The COVID-19 pandemic has affected everyone in different ways; caregivers, patients and families alike are all experiencing new types of stress, grief and loss. This complicated grief has inspired many members of the community to develop new programs that are designed to meet this need. Here is a sampling of some of the free virtual support groups available in your area.
As the chilly weather and shorter days roll in, spending time outside with the kiddos becomes a bit more challenging, but as important as ever. We’ve all heard someone say something along the lines of, “Come inside…you’ll catch a cold!!” But this common misconception that cold weather brings about illness should be abandoned at the door…leading outside, of course! As long as children bundle up and stay safe, the benefits of outdoor adventures far out way the risks. Getting the blood flowing and soaking up essential vitamins, both supports our immune systems, so we may better fight off such viruses, and excites the senses. However, finding outdoor activities can sometimes be tricky and it is easy to want to curl up in a cozy blanket and hibernate until spring. Here are a few ideas and projects my children and I have done to stay connected to the natural world this winter.
Nature Confetti and Ice Suncatchers
Frozen Ice-suncatchers are a beautiful way to capture the sun and add some splendor to your yard! And they are super easy to make…winter temperatures do most of the work for you!
You will need:
Some sort of container: paper plates, aluminum pie crust pan, etc.
Natural materials: leaves, twigs, rose hips, feathers, berries, etc.
Something to hang the suncatchers: kitchen twin, yarn, ribbon, jute, etc.
Freezer or just set outside in freezing temperatures
Hole punch to make confetti from dried leaves (optional)
We used compostable paper bowls but you could use any sort of container. Search the yard or go for a walk in the woods or neighborhood to find natural materials and arrange them in your container. Next fill with water. You can even add a couple drops of food coloring to add some vibrant colors. Finally leave outside to freeze!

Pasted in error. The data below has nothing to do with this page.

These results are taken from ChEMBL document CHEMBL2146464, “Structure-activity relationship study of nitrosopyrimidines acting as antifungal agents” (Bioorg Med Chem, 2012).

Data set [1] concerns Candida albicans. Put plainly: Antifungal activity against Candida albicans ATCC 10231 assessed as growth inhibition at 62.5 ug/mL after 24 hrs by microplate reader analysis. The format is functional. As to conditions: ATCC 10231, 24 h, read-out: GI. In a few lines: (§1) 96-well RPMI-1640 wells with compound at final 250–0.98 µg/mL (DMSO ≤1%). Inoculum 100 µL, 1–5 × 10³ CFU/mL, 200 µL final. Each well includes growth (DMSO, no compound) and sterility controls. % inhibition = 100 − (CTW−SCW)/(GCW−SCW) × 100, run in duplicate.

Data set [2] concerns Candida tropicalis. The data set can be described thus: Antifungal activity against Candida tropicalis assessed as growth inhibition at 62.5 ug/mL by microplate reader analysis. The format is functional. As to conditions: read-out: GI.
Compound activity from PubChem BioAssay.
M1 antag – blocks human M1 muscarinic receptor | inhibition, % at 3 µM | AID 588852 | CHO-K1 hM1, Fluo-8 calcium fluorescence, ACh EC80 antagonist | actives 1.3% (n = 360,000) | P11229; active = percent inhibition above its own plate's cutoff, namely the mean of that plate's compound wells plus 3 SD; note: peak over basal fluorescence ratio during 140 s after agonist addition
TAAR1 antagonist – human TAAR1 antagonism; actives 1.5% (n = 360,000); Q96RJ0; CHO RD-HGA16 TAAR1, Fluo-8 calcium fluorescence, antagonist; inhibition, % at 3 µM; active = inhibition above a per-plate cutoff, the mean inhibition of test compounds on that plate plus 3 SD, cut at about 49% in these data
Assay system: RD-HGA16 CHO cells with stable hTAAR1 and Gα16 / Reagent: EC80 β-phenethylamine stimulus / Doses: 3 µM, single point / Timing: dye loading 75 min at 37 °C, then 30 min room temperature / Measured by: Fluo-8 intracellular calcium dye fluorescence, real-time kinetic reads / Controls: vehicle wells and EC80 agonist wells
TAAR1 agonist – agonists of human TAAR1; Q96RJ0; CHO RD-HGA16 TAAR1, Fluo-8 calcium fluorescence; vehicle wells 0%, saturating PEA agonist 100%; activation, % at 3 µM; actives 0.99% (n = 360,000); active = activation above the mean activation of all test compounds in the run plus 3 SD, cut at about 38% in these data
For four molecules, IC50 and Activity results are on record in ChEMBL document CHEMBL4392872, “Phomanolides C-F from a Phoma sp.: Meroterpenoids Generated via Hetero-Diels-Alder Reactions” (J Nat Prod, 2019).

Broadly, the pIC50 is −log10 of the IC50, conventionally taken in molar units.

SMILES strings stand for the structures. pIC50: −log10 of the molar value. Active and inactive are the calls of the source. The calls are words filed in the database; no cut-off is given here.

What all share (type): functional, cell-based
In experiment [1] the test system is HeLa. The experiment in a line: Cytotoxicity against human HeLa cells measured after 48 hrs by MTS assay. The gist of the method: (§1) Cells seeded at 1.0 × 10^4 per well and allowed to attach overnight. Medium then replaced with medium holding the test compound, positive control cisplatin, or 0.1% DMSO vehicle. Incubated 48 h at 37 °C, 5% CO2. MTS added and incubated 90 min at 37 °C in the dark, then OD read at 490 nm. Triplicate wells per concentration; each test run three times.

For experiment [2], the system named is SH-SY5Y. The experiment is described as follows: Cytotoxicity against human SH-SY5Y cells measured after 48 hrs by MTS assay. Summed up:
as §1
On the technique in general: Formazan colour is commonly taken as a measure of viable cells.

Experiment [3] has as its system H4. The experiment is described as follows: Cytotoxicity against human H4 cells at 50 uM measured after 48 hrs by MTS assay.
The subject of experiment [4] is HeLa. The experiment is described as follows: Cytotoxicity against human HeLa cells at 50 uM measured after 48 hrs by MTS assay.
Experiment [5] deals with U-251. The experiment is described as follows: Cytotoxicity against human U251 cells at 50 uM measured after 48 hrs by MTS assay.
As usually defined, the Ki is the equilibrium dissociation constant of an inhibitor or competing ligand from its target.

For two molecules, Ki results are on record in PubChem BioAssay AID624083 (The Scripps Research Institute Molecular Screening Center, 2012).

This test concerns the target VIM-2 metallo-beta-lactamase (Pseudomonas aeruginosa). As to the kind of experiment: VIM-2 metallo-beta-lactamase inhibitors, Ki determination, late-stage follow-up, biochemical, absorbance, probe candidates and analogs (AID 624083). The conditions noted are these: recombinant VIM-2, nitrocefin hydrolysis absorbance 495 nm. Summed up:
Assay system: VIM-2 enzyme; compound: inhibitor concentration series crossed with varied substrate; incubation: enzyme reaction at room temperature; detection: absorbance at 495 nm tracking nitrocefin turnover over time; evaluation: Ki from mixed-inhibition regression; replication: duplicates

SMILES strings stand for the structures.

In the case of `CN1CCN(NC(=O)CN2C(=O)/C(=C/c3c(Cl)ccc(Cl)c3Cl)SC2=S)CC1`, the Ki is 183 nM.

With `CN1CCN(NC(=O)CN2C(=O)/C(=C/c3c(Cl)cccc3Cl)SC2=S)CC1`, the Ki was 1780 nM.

When they are frozen, you can pop out the ice and drill a hole for your string to hang. Or as an alternative hanging measure, you can wrap the string around the perimeter, with a good length at the top, then fill with some cold water and refreeze. You will then have string that wraps the suncatcher! Hang on a tree where it can catch the light and enjoy the beauty of your creation!
Winter Scavenger Hunt
Committing to learning with your children outside, ignites many opportunities to use your senses and connect with your little ones. Who doesn’t love a good scavenger hunt? Winter scavenger hunts are a great way for the kiddos to have fun, while using their senses to understand winter habitat ecology! You can use the list here as an example, but there are certainly more items that could be added, depending on your region or where you intend to do the hunt!
Before the adventure, try talking with your children about how to use their senses for each item. For example, do you “see” the pine trees? Can you “smell” them? What do the bark, pinecones, and pine needles “feel” like?
After the search is a great time to talk over the items in your search, as the excitement and chaos of the hunt is often too great whilst in the moment! What items did you find, and which did you not? What was the most exciting winter spotting? Any new discoveries?
Electronic Wildlife Watchers
This next activity is not one to be done outside, but is great fun to watch wildlife in real time from the cozy comfort of your home. There are numerous wildlife cams, such as Cornell FeederWatch Cam, where we often catch a mongoose snatching fruit at the Panama feeders during the nighttime hours. My children also love to check on Iris the osprey at the University of Montana’s nest camera! https://www.allaboutbirds.org/cams/hellgate-ospreys/
Time to get out the Sibley’s and see how many backyard birds you can identify! This is a great introduction to fascinating bird behaviors and I am always amazed to hear about the children’s “eagle-eyed” observations.
Another fun activity to check out some “bugs” and the health of your local watershed, is to identify macroinvertebrates using a dichotomous key. You can find the one we use here.
Bring a container so that you can collect specimens, being sure to keep an adequate amount of water for the creatures. Carefully turn over rocks and you should find some critters. Use a net if you have one.
Once you’ve collected some species, start at the top of the key, asking questions based on the characteristics you observe. For example, “shell or no shell, legs or no legs,” following your way down to the correct identification!
Check out some valuable online resources for more information on your local watershed, what makes a healthy stream, and how macroinvertebrates are bioindicators. A great resource for Butte, Montana is The Clark Fork Watershed Education Program!